Strength and conditioning for Cricket Batsmen

Strength and conditioning for Cricket Batsmen

We all know the powers of concentration it must take a batsman to score a hundred and above runs in a 5 day test match and then potentially repeat that feat a day or so later in the second innings, but what about the demand placed upon his body?

Rather strangely, batting has long been viewed as the least physically taxing side of the gentleman’s game. That stereotype may have been true in the more portly days of WG Grace or even more recently household names such as Mike Gatting, however, the recent boom of T20 cricket has lead to an overwhelming emergence of explosive and much more agile batsmen.The need for quick scoring and regular runs in the shorter forms of Cricket could be credited with this rebirth of the traditional batsman.

Less dot ball deliveries where no runs are scored means more shuttle sprints and changes of direction required by the batting side in order to register runs quickly on the scoreboard. The very nature of the game is explosive now and it’s important that batsmen can keep up. Research within Cricket has

The need for quick scoring and regular runs in the shorter forms of Cricket could be credited with this rebirth of the traditional batsman. Less dot ball deliveries where no runs are scored means more shuttle sprints and changes of direction required by the batting side in order to register runs quickly on the scoreboard. The very nature of the game is explosive now and it’s important that batsmen can keep up. Research within Cricket has analysed batsmen and found that overtime, decreases in squat jump height, slower sprint and change of direction times all occur in an innings. Naturally the slower the batsman runs or changes direction, the increased chance of a run out or even stumping. Either that or the team’s run rate slows to a snail’s pace and they are unable to chase down ambitious totals set by fitter and quicker sides.

So how can you improve these elements of your game? Simply tailor your strength and conditioning  to the game you play and the role you have. Ask yourself, does this 5km treadmill run improve my ability to run between the stumps on the weekend? If the answer is no then you need some guidance on how to smash your training out the ground so you can maximise your ability to score quickly and frustrate every bowling attack you face whilst making it as hard as possible to get run out.

As with our previous article on bowling, some of the best ways to improve sprint speed is training for power, using high weight and low rep exercises such as squats and deadlifts in order develop your ability to maximal muscular contractions from a standing start.In order to transmit all the high levels of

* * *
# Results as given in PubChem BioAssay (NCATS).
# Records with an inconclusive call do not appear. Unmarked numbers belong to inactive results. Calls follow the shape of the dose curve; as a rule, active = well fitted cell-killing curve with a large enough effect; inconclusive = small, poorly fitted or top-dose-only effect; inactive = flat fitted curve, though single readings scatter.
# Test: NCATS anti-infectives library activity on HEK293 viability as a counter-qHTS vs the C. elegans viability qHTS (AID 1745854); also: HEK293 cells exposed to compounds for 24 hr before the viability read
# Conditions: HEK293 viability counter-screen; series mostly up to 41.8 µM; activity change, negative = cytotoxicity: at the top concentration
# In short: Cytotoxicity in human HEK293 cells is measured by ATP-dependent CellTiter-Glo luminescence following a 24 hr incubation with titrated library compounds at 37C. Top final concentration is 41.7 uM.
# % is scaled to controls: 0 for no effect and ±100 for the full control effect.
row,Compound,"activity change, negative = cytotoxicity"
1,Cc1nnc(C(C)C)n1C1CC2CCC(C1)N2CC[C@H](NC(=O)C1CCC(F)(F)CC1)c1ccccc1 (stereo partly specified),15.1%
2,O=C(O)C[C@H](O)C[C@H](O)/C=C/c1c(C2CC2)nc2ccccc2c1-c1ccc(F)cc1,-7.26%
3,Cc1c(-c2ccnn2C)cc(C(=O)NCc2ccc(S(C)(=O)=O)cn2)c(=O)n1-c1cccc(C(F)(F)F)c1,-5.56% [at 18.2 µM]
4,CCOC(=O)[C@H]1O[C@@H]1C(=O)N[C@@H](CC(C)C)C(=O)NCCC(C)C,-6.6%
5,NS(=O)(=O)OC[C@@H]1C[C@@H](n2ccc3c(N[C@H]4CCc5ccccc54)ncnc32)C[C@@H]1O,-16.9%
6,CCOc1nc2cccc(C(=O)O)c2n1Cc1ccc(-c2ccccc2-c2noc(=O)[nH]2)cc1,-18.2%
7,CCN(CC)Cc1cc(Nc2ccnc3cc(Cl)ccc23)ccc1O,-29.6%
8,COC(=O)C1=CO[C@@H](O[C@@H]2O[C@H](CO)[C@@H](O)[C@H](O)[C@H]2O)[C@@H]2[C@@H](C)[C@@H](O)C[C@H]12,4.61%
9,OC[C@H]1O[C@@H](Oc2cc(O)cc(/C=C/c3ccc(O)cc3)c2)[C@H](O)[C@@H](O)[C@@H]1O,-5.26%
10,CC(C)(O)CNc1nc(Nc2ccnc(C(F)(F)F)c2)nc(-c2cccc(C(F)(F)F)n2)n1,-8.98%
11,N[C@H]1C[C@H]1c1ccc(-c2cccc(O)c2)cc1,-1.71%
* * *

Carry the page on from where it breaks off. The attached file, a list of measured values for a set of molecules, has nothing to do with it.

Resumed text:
In order to transmit all the high levels of power you are producing into directional speed the human body must be adept at converting this force. Tendons are the best force transmitting tissue in our bodies and the Achilles tendon is best exponent of this job. The way in which the tendon develops as we are in the womb leads to the tendon becoming twisted on itself and forms a helical fibre arrangement.

This non-linear arrangement of the collagen in the achilles permits it to stay rigid and cope with huge amounts of force that can then be converted into forward or upward travel in the case of running and jumping.Although mechanical properties of the Achilles haven’t been shown to improve with any kind of training, however, Plyometric training has displayed increases in Achilles size and rigidity indicating increased resistance to these elastic

Although mechanical properties of the Achilles haven’t been shown to improve with any kind of training, however, Plyometric training has displayed increases in Achilles size and rigidity indicating increased resistance to these elastic forces . Plyometric training utilises short duration explosive movements to train the stretch-shortening cycle of a tendon. In the case of the achilles, drills such as box jumps, standing high jumps and depth jumps combined in a programme have been proven to be effective at increasing these properties.

 

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References:

Houghton, L.A., Dawson, B.T. and Rubenson, J., 2013. Effects of plyometric training on achilles tendon properties and shuttle running during a simulated cricket batting innings. The Journal of Strength & Conditioning Research, 27(4), pp.1036-1046.Burgess, K.E., Connick, M.J., Graham-Smith, P. and Pearson, S.J., 2007. Plyometric vs. isometric training influences on tendon properties and muscle output. The Journal of Strength & Conditioning Research, 21(3), pp.986-989.

Burgess, K.E., Connick, M.J., Graham-Smith, P. and Pearson, S.J., 2007. Plyometric vs. isometric training influences on tendon properties and muscle output. The Journal of Strength & Conditioning Research, 21(3), pp.986-989.Arya, S. and Kulig, K., 2010. Tendinopathy alters mechanical and material properties of the Achilles tendon. Journal of applied physiology, 108(3), pp.670-675.

Arya, S. and Kulig, K., 2010. Tendinopathy alters mechanical and material properties of the Achilles tendon. Journal of applied physiology, 108(3), pp.670-675.

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